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Wandering into general background, an experiment

November 17, 2012 23 comments

I know, I know, I should be writing by billet about Breathing Lessons or the one about Classé sans suite. Right now, I can’t. My brain cells have been fried for a couple of weeks; I haven’t reached the page 50 of Grand Hotel; Marcel acts like a stalker with Albertine and I won’t go on with these books as I don’t want to ruin them for me by reading them at a bad time. That leaves me with books for fried brains and the radio.

Let’s start with the radio. The other day, I heard an interview of François Reynaert and Vincent Brocvielle, co-authors of the recently released Le Kit du 21e siècle, Nouveau manuel de culture générale. I don’t know how to say culture générale in English. The dictionary says general knowledge but I’m not happy with it; it’s more like cultural background to me. Well, these two writers have described in their book the basic cultural background needed to live in the 21st century. One of them argued that this cultural background cannot be only literary as the elites think it should be, but more a common base of general knowledge about the world we live in. It goes from basic economy, to books and without forgetting TV shows, commercials and films. His opinion is that these common references are a cement to a society, a way to build a collective psyche. I agree with that.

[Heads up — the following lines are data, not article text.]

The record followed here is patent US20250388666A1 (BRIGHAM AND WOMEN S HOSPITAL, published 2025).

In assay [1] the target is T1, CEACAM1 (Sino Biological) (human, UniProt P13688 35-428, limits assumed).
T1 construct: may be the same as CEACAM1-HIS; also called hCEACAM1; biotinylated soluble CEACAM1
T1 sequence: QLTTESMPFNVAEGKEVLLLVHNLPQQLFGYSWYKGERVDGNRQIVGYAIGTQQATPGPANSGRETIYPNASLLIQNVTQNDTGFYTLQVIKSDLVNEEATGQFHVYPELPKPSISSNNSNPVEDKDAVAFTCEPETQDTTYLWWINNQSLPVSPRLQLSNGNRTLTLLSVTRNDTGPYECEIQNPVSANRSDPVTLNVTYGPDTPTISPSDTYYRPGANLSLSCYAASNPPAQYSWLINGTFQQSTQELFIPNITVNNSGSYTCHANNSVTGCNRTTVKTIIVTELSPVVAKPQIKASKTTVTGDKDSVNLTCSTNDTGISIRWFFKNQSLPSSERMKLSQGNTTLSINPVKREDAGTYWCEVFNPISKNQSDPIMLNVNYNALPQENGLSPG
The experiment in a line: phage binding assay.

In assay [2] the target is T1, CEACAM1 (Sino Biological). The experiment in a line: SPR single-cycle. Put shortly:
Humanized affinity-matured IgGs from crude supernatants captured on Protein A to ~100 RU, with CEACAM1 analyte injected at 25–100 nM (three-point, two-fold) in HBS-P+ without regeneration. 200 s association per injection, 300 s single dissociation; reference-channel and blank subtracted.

But then I started challenging myself on this. I don’t watch TV, I have no idea of the latest shows, the commercials or the star anchormen of the moment. I know nothing about the new humorists or singers. The only thing I want to do when I have free time after work and family life is crawl on the couch with a book or play the piano. That interview made me question my way of living. Am I excluding myself from my environment, cutting myself from the general background of the French society? This is still nagging at me and I don’t have a clue. I’m not going to start watching stupid TV shows to be on the same wavelength as my fellow citizens, am I?

This brought back a conversation I had a month ago with my in-law when she asked me whether I planned to read Fifty Shades of Grey whose French translation was just released. I’d never heard of the book at the time and that she knew about a book I didn’t stung a little. I’m the bookish one in the family. So I investigated. I saw a small article about it in Télérama, not in the literary section (how wise) but in the news section. The curiosity I have for books is so endless that I’m ready to try a book like this to understand why it is such a success, something I’m not ready to do with TV shows.

And here I am, downloading the English version of EL James’s success. A nous, “mommy porn”, fried brains should suffice for this.